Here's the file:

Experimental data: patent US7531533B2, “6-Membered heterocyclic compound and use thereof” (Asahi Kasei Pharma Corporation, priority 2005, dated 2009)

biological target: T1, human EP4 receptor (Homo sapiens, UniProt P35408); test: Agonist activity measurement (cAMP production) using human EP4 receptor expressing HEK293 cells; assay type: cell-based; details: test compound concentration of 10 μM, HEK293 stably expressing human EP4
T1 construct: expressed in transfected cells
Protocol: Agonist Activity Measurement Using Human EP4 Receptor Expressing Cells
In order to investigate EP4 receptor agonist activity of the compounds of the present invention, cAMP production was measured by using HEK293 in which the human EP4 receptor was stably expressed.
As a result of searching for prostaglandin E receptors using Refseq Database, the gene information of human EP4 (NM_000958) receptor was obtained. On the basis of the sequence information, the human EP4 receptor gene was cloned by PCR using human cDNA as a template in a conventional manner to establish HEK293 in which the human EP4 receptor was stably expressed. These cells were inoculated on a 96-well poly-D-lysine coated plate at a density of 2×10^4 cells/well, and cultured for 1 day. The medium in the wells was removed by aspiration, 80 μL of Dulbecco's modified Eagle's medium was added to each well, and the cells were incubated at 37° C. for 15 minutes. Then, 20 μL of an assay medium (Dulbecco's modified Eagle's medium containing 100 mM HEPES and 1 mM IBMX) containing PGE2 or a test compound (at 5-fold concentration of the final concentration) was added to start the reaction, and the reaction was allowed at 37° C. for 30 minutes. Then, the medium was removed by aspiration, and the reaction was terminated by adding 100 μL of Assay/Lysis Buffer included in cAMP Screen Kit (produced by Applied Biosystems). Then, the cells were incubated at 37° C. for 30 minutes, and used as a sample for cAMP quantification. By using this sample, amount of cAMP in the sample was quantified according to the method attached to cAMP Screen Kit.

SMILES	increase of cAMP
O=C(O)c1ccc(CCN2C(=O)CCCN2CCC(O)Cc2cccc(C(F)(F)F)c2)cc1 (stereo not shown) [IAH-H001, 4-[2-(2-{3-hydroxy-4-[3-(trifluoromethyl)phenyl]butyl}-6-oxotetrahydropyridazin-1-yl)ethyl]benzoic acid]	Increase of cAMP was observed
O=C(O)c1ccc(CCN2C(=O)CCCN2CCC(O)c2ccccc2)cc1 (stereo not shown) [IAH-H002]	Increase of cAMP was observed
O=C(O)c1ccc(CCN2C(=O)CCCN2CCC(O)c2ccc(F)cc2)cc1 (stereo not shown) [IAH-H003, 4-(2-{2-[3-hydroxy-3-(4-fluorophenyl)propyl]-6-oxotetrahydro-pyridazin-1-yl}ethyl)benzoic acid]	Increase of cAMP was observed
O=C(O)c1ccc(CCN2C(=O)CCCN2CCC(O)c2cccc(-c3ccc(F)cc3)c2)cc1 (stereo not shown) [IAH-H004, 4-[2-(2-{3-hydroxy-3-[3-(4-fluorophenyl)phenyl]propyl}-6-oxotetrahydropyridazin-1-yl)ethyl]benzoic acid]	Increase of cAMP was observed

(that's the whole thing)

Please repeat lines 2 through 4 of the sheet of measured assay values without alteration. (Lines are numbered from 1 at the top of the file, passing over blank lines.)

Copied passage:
biological target: T1, human EP4 receptor (Homo sapiens, UniProt P35408); test: Agonist activity measurement (cAMP production) using human EP4 receptor expressing HEK293 cells; assay type: cell-based; details: test compound concentration of 10 μM, HEK293 stably expressing human EP4
T1 construct: expressed in transfected cells
Protocol: Agonist Activity Measurement Using Human EP4 Receptor Expressing Cells